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In theory, this means that schoolchildren can’t be left out because of physical or cognitive disabilities. In reality, inclusion takes understanding and work on the parts of families, schools, community sports leagues and sports facilities.
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Many times, children who are ill or who have disabilities end up on the sidelines simply because no one knows how to include them or because they fear that inclusion will be expensive, intrusive, or uncomfortable for healthy children. Sometimes, talking to coaches, teachers, and other parents can help ease the way for a disabled athlete. Be prepared to stand your ground, though. PGA pro Casey Martin, who suffers from a degenerative nerve disease, went all the way to the Supreme Court to assert his right to use a golf cart in tournaments.
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Remember that some sports activities are easier to integrate. Disabled athletes can use prosthetics during swim meets or hand cycles during bicycling events without impacting other children. Team sports require more cooperation, but isn’t what we’re trying to teach children when they play together? If you encounter resistance (and even Casey Martin’s pro-colleagues groused when he needed a golf cart), ask dissenters to remember that sports are supposed to be fun for children. It isn’t – and shouldn’t be – all about winning. Offer to speak to classes and teams about inclusion. Many times, the kids get it before their parents. They feel good about helping someone else feel like part of the group.
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If your child needs more assistance than your school or town can give, there are organizations that specialize in everything from adaptive skiing to therapeutic riding to running marathons. Disabled Sports USA is a good place to start. The New York City Sports Commission lists NY State resources, including adaptive playgrounds; other states may have similar guides.
Physical activity promotes cardiovascular and physical strength and increases range of motion and physical activities. These are as important for sick children as healthy ones. Most important, mastery of a sport or activity (at any level) helps children feel good about themselves. The self-confidence and esteem will transfer to other areas of their lives. So encourage all children — healthy, ill, or disabled — to have fun!
When the September Dilemma Continues Into October
For children who are ill, returning to school in September can be a mixture of relief and dread. Relief, because children thrive on the order, routines, and social life of school. Dread, because school can be an ambivalent experience for students who need some sort of accommodation in school.
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While schools must meet the needs of ill and disabled students by law, administrators and teachers range from amazingly helpful to eye-poppingly intransigent when asked to deviate from their norm. Parents are often counseled to “wait and see,” but what can you do when September turns into October and your child hasn’t settled comfortably into school?
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Thankfully, it doesn’t happen all the time. But it occurs often enough for us to have gleaned some advice from Chai Lifeline’s professionals and parents of children who are out of school for cancer treatments or who need extra assistance because of chronic illness or disabilities.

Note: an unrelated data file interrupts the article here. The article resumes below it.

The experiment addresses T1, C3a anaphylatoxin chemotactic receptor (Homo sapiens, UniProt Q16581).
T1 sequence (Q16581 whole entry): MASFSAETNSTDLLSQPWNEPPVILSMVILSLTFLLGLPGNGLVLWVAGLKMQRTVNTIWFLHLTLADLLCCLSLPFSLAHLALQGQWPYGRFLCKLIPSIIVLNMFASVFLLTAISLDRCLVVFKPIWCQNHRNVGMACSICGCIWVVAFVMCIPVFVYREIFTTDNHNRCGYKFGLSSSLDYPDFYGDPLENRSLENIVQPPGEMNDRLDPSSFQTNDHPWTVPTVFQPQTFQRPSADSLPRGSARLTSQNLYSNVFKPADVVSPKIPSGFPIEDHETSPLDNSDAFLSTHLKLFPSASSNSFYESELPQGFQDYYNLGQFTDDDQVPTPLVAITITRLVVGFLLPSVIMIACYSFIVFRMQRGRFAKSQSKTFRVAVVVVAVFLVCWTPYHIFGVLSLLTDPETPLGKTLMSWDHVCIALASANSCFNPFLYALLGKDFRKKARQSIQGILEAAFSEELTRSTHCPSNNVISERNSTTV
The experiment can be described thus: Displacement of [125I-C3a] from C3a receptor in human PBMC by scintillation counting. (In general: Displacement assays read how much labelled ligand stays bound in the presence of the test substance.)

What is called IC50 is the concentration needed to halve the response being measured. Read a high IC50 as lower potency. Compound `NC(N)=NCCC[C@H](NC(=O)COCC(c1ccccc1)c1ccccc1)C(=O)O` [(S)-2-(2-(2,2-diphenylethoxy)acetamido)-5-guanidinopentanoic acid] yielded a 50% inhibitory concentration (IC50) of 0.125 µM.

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How Does Your Synagogue Welcome Your Child?
This is the time of year when Jews spend a lot of time in synagogues. And when parents are in shuls and temples, so are their children. Or are they?
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Unfortunately, many houses of worship are less than welcoming to young members who require wheelchairs or other medical equipment. There’s the physical challenge of getting into the building or the sanctuary: small rooms, old buildings built before ramps were required, women’s sections in balconies that are inaccessible and/or a lack of elevators can make it impossible for any but the most able-bodied to enter. (Children aren’t the only people in wheelchairs. Elderly men and women who use walkers and wheelchairs can also be “locked out.”) In my synagogue, a young woman who is blind requires not only a chair to sit in, but a place for her Braille prayer books (which come in a set of 23 volumes for the High Holidays) and a lectern to place them. Not every synagogue has that amount of real estate to spare.
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A recent blog post from the Ruderman Foundation noted that children who attend camps for the ill or disabled often return home to a world where they are once again on the sidelines. Those whose families attend services on Rosh Hashana, Yom Kippur and/or the festivals of Sukkos and Simchas Torah sometimes feel a keen disconnect between the inclusion of summer camp and the world of the synagogue, which ideally should offer a haven to all. The Ruderman Foundation has built partnerships and provided grants to organizations of all denominational and non-denominational stripes to foster the inclusion of ill and disabled children and adults. But changes, whether physical or attitudinal, can be slow.
How was your child welcomed into synagogue this year? What were the positives? What could be improved? What would you advise your rabbi or board about making the synagogue an easier place for ill children and their families to navigate?
P.S. Here’s something to start your synagogue board thinking: low cost ways to make synagogues more welcoming to the disabled.